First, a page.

Josef Schwarz was in a catch-22. The tenant living in his rental property was accused of being involved in drug activity, but provincial law stipulated he could not evict her unless she was convicted of a crime.
B.C.'s Civil Forfeiture Office, which seizes property connected with unlawful activity, went after the $300,000 house, claiming the woman's continued presence there would lead to more crime.
Mr. Schwarz's 16-month fight to keep the home ended this week, when the office abandoned the attempt without explanation. The case – described by a civil liberties expert as "outrageous" – was another black mark for the agency, which has been criticized for the aggressiveness of its operations. Some have called it a cash cow.
B.C.'s Civil Forfeiture Office has seized $6-million more in property than a similar agency in Ontario that was opened three years earlier. The B.C. office does not need criminal charges or a conviction to pursue a case. Over the past year, The Globe and Mail has reported the stories of people who have had to fight to keep homes, vehicles, cash and even a coin collection because of connections – some of them indirect – to crimes or allegations of crime. (You can read more here and here.)
Mr. Schwarz, a lawyer, bought the property in May, 2012. His tenant moved in that September.
The RCMP raided it in January, 2013, according to a notice of civil claim the forfeiture office filed in B.C. Supreme Court. Police searched it again in February and April of that year. The documents say officers found drugs each time, although amounts are listed only for the third raid – about 11 grams of marijuana, and 0.1 grams of crack cocaine. Police also found a digital scale and empty plastic baggies, the documents say. The court documents did not indicate why the tenant was not charged.
The office filed the bid to seize the house in October, 2013, saying Mr. Schwarz showed complete disregard for "drug activity and nuisance problems" there. It said the property was likely to be used for further unlawful acts and should be forfeited.
Mr. Schwarz said in court documents that the Residential Tenancy Branch advised him he could not evict his tenant, since no conviction was associated with the property and there was no damage, or negative impact on other tenants.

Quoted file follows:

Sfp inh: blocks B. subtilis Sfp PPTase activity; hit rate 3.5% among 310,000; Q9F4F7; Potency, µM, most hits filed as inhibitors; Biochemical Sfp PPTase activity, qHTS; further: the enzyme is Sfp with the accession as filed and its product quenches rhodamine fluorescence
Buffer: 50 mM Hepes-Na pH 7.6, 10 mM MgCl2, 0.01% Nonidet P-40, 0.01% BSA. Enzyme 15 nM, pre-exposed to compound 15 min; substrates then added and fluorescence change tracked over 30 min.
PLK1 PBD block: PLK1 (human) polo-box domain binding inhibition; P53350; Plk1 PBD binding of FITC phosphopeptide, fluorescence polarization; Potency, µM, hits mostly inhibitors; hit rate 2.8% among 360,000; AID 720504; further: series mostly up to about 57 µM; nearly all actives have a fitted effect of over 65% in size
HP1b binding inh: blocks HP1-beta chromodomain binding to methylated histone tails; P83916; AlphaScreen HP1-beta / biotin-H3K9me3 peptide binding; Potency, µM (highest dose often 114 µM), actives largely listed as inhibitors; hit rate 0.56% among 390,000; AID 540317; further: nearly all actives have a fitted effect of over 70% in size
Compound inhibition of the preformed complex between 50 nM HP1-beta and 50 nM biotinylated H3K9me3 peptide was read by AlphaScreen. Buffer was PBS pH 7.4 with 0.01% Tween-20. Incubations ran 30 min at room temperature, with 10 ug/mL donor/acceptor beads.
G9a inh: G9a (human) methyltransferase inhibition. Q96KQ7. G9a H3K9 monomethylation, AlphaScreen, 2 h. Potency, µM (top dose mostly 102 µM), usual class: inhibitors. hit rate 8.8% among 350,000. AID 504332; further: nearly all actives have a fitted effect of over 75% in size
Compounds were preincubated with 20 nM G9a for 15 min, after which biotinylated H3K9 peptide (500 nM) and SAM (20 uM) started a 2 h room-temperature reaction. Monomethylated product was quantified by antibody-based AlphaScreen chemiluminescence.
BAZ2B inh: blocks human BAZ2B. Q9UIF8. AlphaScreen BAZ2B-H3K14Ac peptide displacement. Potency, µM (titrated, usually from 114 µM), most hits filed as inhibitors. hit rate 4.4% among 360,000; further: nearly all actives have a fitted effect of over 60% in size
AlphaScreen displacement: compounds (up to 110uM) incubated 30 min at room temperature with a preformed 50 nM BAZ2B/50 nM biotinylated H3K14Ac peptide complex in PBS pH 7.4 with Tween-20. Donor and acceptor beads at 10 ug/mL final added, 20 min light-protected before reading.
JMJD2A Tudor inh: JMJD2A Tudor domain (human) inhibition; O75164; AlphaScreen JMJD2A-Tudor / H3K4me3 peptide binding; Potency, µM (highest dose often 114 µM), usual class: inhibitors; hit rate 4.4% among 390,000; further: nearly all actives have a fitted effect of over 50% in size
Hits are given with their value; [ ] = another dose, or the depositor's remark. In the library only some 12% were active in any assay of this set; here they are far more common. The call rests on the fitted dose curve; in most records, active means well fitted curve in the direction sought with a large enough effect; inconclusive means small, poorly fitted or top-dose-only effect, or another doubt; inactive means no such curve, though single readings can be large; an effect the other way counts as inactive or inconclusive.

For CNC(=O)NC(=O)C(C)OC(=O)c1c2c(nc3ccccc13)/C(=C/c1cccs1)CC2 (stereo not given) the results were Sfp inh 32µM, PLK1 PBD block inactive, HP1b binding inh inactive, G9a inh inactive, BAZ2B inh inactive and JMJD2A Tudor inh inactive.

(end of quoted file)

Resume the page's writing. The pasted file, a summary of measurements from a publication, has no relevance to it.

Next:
He said he encouraged the RCMP to pursue criminal charges, and in April, 2013, met with his tenant, who assured him there would be no further problems. The third raid happened four days later.
In the meantime, the civil forfeiture office has come under intense scrutiny.
A B.C. Supreme Court judge this week approved an application from the office to dismiss the proceedings against Mr. Schwarz. No reason was provided.
Mr. Schwarz, in a brief interview, expressed relief the proceedings were over, but also frustration.
"I'm done with it, it's been 16 months," he said.
Neither party was awarded costs. When asked about his legal fees, Mr. Schwarz would only say, "I had to retain counsel, let's put it that way. There's a cost to that."
Jay Solomon, Mr. Schwarz's lawyer, said the Civil Forfeiture Office made a pragmatic decision to drop the case. He said he had recently had discussions with the lawyer for the agency, but would not go into detail.
"I think they've heard the criticism. I think they've listened and they're taking a bit of a different approach to these cases," he said in an interview.
A B.C. Ministry of Justice spokesperson, in an e-mail, said the case was settled with the consent of all parties.
The forfeiture office has seized about $52-million in property since it opened in 2006. The Ontario office has seized $45.6-million in property since 2003.
Micheal Vonn, policy director with the B.C. Civil Liberties Association, called the case outrageous.
"What exactly is the landlord supposed to do?" she asked.